12 Other Serious Consequences
Healthy Alcohol Choices - EduRisk Other Serious Consequences Health issues Depression/suicide Academic problems Health issues can be caused or made worse by alcohol. Alcohol doesn’t just cause liver disease. Heavy drinking can increase the risk of anemia, certain types of cancer, heart disease, high blood pressure, and other conditions. Alcohol consumption can also increase feelings of depression and hopelessness. If you have to guess, what percentage of suicide victims were legally drunk? Who thinks 10%? 20% 25%? [wait for a show of hands]. That’s right: 25%. That means one in every four suicide victims was legally drunk. Academics are also affected. Think about missing classes or tests, missing study time, not being able to focus because you’re hung over or still drunk, and generally not making the best use of your abilities. Did you know 25% of college students say that drinking has affected their grades? [Source: National Institute on Alcohol Abuse and Alcoholism] What percentage of suicide victims were legally drunk?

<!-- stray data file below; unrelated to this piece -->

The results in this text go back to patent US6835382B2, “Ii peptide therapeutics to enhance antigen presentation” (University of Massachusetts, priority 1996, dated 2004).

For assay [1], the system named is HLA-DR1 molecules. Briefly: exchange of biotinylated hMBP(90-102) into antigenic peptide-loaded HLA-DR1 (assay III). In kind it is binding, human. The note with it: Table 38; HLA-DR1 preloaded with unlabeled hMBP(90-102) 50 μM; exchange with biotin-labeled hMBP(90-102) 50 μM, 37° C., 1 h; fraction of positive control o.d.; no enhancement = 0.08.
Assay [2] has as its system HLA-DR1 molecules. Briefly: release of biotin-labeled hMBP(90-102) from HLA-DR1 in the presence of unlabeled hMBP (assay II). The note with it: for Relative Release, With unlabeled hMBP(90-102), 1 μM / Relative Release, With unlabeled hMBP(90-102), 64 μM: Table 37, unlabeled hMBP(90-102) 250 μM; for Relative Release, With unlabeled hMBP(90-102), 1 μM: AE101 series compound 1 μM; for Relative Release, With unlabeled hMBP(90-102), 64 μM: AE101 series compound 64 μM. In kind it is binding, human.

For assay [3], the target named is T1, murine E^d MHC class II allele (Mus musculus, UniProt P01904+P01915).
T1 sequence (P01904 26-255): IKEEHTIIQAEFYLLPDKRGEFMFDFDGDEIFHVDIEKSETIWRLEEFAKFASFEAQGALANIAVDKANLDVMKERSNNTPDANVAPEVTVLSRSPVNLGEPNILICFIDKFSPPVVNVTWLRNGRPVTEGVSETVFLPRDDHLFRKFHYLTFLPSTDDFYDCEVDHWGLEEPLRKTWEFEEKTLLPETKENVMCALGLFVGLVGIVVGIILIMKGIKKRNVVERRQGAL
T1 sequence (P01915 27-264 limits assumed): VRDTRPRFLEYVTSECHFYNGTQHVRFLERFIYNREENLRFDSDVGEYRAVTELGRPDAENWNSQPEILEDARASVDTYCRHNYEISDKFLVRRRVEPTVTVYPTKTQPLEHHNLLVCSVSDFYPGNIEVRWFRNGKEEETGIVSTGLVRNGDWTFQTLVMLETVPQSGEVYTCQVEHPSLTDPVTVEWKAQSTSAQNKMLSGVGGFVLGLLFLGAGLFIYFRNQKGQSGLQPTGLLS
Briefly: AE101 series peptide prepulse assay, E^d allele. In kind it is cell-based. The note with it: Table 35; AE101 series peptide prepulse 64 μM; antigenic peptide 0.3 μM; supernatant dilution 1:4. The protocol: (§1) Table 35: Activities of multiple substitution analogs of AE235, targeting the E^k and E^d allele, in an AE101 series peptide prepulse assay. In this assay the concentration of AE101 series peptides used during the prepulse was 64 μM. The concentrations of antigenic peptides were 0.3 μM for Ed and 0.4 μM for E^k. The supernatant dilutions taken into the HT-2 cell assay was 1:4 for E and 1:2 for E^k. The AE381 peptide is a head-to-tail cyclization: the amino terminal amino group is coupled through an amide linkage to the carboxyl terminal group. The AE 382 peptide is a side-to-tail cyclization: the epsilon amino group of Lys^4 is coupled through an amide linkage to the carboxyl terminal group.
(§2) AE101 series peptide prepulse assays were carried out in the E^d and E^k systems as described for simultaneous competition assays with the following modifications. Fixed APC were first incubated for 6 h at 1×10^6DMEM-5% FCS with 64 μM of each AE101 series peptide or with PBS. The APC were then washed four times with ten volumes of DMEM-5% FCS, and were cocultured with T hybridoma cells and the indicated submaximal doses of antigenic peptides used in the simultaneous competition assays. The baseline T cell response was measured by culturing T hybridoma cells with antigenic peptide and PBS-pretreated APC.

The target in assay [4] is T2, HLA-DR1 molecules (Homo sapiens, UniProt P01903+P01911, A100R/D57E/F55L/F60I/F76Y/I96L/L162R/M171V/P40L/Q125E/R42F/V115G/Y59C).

13 Healthy Alcohol Choices - EduRisk
How Can I Help? Find or be a designated driver who has not been drinking Hide keys Help the intoxicated person get home (walk, taxi) Step in if you hear someone being pressured to drink (drunks distract easily) Switch out an alcoholic beverage with a soft drink What can you do if you see that someone has drunk a little—or a lot—too much? Quite a lot, actually. If you suspect alcohol poisoning, call 911 as soon as you find a phone. If you’re just concerned that your friend can’t get home safely, or might be taken advantage of, there are ways you can help. For starters, help your friend get home safely. Find a designated driver, or be that driver, if you haven’t had anything to drink. Hide the person’s car keys. (Not the keys to their room, please!) What if you can’t find a designated driver to take the person home? Or if the designated driver shouldn’t really be designated? Never risk your own safety. Walk your friend home yourself, if you can do so safely. Or if it’s too far, suggest a taxi, and call one. If you hear someone being pressured to drink, or pressured to go home with someone who might take advantage of him or her, step in. It’s not hard. Drunks do distract easily! Start a conversation that doesn’t have to do with drinking. Talk about classes. Remember that source I mentioned earlier? It’s a short online course with a lot of great videos with students talking about safe ways to help others. Another good way to help is switching out drinks. Bring the person a soft drink instead of an alcoholic one. He or she might not even notice.

14 If You Choose to Drink… Eat first Drink lots of water